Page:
Joaquin Phoenix channels the spirit of Crispin Glover on Letterman

The actor turned bearded hip-hop star must be pulling our leg, because the alternative doesn't bear thinking about

It's hard not to laugh at Joaquin Phoenix, when he's falling off the stage while performing shambolic, mumbled "hip-hop" to confused fans at a Vegas nightclub, and especially when he turns up on David Letterman, as he did last night, looking like one of the Doobie Brothers and trainwrecking furiously while his host asked questions such as: "Can you tell us about your days with the Unabomber?"

Last month our colleagues over at the music site revealed how Phoenix's associates were claiming his recent decision to quit acting for a music career as some sort of hoax. The actor's brother-in-law, Casey Affleck, has been filming many of Phoenix's musical performances, and it's been suggested that the pair are cooking up a sort of Spinal Tap-style mockumentary about a famous actor who makes a foolish decision to give it all up.

If Phoenix is having a laugh at our expense, the Letterman show is the place to do it. The actor might almost be channelling the spirit of Back to the Future star Crispin Glover, who famously tried to kick the talkshow host in the head while sporting four-inch platforms and a natty wig during a gloriously unhinged performance in the late 80s.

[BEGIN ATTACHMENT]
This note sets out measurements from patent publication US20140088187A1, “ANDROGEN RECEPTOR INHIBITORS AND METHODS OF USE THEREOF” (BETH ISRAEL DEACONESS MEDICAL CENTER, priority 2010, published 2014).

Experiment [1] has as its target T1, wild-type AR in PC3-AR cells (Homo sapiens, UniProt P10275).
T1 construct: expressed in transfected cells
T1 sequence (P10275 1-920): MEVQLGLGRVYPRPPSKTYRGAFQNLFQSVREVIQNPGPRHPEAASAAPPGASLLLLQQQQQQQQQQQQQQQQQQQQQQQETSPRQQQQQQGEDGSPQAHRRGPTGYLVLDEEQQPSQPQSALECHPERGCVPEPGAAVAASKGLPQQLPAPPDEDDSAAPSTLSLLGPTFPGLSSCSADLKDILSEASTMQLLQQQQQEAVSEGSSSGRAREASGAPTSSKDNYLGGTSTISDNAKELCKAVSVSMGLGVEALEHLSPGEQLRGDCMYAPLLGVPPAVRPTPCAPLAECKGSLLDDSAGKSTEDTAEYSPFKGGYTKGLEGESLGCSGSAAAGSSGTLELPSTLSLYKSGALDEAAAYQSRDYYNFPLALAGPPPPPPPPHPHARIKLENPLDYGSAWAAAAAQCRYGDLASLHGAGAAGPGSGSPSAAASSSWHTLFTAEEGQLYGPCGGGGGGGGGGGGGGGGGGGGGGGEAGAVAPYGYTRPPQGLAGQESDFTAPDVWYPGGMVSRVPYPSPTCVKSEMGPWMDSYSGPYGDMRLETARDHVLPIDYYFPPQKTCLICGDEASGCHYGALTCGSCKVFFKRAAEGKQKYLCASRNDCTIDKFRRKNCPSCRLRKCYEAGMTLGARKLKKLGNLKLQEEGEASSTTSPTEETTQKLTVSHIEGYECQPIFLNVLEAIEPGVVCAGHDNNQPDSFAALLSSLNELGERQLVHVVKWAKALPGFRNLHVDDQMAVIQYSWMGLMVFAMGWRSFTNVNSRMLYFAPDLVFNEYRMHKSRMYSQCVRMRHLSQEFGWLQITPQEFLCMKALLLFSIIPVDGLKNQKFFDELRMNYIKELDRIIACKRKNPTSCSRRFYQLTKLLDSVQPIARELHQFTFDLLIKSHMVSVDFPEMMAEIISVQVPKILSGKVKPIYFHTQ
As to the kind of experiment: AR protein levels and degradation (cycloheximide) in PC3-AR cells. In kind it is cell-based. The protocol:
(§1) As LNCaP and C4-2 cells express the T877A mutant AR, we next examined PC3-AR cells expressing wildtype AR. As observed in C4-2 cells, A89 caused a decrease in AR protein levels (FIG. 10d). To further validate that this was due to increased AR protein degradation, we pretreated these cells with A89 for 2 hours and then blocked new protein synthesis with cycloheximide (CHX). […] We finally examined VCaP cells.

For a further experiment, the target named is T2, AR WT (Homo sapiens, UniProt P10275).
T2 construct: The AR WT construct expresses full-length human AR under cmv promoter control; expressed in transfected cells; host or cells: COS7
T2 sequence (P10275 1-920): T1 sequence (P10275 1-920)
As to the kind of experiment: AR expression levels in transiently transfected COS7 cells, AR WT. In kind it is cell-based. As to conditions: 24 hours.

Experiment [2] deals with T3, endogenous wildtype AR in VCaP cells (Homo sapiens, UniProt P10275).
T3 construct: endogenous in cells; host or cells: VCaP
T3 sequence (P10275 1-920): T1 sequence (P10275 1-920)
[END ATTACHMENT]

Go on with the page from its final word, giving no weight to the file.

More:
Last night, Phoenix seemed unable to remember the name of his co-star Gwyneth Paltrow in Two Lovers – supposedly the last film we will ever see him in – and offered a series of dead-eyed answers to Letterman's increasingly sarcastic enquiries. And yet there is at least one moment in the interview in which Phoenix is sharp enough to banter with his host.

A photo of the actor sporting "good" and "bye" knuckle tattoos at the Two Lovers premiere, at which he professed to be astonished at all the fuss made over his departure from the thespian ranks, also looks just a little too ridiculous to be real. And while it's vaguely conceivable that Phoenix himself might really have lost the plot, the idea that Affleck has also been pulled into the delusion, like some horrid parody of Mark Wahlberg and John C Reilly's cokehead "musicians" in Boogie Nights, just seems a stretch too far.

With luck, this just might be the performance of Phoenix's life. The alternative doesn't bear thinking about, because if the actor is that misguided, it really is no laughing matter.


Ben Child

The GuardianTramp

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